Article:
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Wine and Sprits of the Ancestors
by: Edith and Joel Frankel
New York NY:
E & J Frankel Ltd. 2001, Hardbound
Reviewed by: Jacqueline M. Newman
Winter Volume: 2002 Issue: 9(4) page(s): 22
Many auction and sales catalogues about things Chinese are a treasure trove of information. Among the very best of these is this volume, others too, done by Edith Frankel with help from her husband, perhaps some from her daughter and son-in-law. This gem of a hardbound was available for sale at the March/April 2001 Exhibition and sale at the Frankel's gallery at 1040 Madison Avenue in New York City's Manhattan; their phone: (212) 879-5733. For those unfamiliar with E & J Frankel Ltd., it is a great source of things old and wonderful and mostly Chinese, and it is the second-oldest Chinese art gallery in the United States.
This book about wine in ancient China has an introduction that details wine and other fermented drinks far back in pre-history. Early origins of wine in China are Neolithic in the Xia Dynasty (5000 - 1600 BCE). This section alone is full of wonderful material about wine storage in hu, fanghu and lei containers. Serving items to pour wine that have heaters are there, too, and known as yi or fangyi; the even more ancient ones are called jue or jia.
The book also discusses that which is after the Xia through the Shang (1600 - 1122 BCE), the Zhou (1122 - 256 BCE) and the Han Dynasties (206 BCE - 220 CE), and goes on for two millennia thereafter. The catalogue-cum-book has thirty pages of of less well-known yet very accurate and carefully researched information. That preceedes the stunning color photographs of forty-three ancient bronze, pottery, wood, and bamboo wine-related objects and a gorgeous horizontal scroll of seven drinkers. This catalogue is a masterpiece to be consulted by all who study Chinese alcoholic beverage use. Wish we ourselves had known of its availability a couple of years ago.
The Frankel gallery has done seventy-seven other major exhibits and all had catalogues or books that were carefully researched gems. This particular one has a thirty-six-item bibliography of useful American, English, Japanese, and Chinese reference material.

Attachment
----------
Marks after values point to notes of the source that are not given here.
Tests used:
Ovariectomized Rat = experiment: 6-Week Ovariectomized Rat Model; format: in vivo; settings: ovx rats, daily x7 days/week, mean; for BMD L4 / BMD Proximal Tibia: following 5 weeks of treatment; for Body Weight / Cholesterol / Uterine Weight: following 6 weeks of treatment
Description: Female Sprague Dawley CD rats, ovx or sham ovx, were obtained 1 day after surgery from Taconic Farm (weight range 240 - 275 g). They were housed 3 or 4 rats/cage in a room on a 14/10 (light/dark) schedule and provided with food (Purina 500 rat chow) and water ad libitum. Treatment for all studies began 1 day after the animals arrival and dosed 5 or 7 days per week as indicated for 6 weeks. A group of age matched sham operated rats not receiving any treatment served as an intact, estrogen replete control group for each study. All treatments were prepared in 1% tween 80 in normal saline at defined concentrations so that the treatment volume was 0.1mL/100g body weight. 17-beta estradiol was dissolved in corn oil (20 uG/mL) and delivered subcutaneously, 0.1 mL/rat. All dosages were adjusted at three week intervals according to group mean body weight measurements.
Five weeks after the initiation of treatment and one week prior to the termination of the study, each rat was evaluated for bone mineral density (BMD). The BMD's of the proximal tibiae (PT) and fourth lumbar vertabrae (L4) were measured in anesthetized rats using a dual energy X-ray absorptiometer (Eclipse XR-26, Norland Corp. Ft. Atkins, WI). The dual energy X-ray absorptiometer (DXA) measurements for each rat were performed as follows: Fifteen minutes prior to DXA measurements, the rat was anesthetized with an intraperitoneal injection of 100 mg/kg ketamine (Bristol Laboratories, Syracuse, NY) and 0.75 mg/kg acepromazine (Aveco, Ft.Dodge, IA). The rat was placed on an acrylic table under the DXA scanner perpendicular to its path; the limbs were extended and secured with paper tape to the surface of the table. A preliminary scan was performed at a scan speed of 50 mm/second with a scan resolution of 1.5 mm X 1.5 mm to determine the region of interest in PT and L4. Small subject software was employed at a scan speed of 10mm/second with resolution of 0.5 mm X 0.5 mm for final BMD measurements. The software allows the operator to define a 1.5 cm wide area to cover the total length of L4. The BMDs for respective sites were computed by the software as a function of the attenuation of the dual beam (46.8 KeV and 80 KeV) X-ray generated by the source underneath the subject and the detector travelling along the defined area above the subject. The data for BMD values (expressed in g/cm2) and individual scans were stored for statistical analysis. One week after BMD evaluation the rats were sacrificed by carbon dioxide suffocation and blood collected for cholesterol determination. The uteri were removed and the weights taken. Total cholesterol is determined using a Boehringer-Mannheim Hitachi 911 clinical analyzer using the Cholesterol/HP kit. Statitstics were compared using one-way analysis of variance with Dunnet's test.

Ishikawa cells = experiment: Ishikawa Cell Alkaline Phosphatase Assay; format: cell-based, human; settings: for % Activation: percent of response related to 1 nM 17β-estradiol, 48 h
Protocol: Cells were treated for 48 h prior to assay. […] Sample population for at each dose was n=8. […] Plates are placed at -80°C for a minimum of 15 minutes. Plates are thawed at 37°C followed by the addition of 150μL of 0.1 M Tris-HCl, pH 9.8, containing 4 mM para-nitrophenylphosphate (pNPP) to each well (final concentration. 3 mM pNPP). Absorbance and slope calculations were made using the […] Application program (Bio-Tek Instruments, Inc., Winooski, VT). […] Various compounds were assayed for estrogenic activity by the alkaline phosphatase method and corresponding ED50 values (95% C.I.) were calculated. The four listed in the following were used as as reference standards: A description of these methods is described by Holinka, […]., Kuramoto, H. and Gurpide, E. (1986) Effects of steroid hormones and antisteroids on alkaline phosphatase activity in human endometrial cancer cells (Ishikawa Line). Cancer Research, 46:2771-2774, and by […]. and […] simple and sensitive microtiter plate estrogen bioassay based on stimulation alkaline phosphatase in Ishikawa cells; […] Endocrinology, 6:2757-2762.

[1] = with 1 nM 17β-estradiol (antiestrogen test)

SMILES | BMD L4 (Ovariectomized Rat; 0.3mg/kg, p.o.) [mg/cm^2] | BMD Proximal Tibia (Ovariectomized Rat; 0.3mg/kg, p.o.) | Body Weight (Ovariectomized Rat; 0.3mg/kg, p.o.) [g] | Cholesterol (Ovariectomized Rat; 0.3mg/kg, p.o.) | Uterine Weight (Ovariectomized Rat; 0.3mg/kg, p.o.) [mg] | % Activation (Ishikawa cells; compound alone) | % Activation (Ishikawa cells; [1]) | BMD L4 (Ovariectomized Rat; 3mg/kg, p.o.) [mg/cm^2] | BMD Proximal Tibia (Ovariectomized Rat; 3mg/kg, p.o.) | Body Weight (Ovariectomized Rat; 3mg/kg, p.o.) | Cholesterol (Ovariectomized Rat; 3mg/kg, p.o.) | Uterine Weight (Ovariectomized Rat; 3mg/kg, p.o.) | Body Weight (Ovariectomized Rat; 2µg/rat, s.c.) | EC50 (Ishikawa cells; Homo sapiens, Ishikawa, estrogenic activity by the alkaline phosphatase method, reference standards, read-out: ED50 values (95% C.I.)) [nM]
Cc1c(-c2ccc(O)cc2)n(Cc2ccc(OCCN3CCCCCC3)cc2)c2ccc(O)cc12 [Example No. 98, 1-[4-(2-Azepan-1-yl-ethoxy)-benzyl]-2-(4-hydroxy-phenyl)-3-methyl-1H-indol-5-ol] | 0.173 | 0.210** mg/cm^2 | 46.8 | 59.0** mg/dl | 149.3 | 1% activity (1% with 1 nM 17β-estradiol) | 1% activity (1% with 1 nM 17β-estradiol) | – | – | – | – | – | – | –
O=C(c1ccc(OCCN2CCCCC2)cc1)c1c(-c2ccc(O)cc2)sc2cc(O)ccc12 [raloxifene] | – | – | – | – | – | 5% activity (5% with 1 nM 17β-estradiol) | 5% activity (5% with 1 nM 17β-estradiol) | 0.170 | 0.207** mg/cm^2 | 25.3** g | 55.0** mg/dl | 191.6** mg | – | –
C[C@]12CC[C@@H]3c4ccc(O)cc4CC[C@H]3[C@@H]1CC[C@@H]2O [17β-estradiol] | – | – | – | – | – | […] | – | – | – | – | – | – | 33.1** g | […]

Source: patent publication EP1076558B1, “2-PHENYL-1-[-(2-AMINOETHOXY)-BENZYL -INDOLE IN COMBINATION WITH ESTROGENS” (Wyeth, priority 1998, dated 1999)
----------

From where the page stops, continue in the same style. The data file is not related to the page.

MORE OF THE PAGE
The in-store antiques are all top quality, and seasoned collectors know it is worth a trip to it. We have called their place a museum even though all the items for show are items for sale. The few visits we have made to this gallery are always learning experiences. Edith founded the Far Eastern Art Department at the New School in 1970, and has taught and lectured on Chinese art in many places in the United States. She spoke about the book and early wine history to the Culinary Historians of New York, and we were fortunate enough to obtain this book there.
All artifacts shown and sold at her and Joel's gallery reflect the history and influence of the Chinese and other Asian cultures, and her depth of knowledge. That background and their years of experience are why the book is so good. In it you learn about shamans, dance, hallucinogenic drugs, and alcohol. From it and from Edith you also learn that Yuan Mei, a great connoisseur of food and wine during the Qing dynasty, wrote that Suzhou and Shaoxing wines were overrated, and that dark millet wine of Lishi is great. Glad her Masters Degree in Biology has been put to such great use.
For those who want to know, jue is a cup for drinking wine, li is a storage jar, ja is a drinking goblet, and fang a four-corner storage container. Ke is a pouring vessel, jin a base or altar, gu is a beaker, and ge is a drinking container. Should you wonder about wine and drinking games, they began during the Warring States period. That and more is what this catalogue can teach. We do look forward to the 80th exhibit and its book, and say to the Frankels, keep up your great work!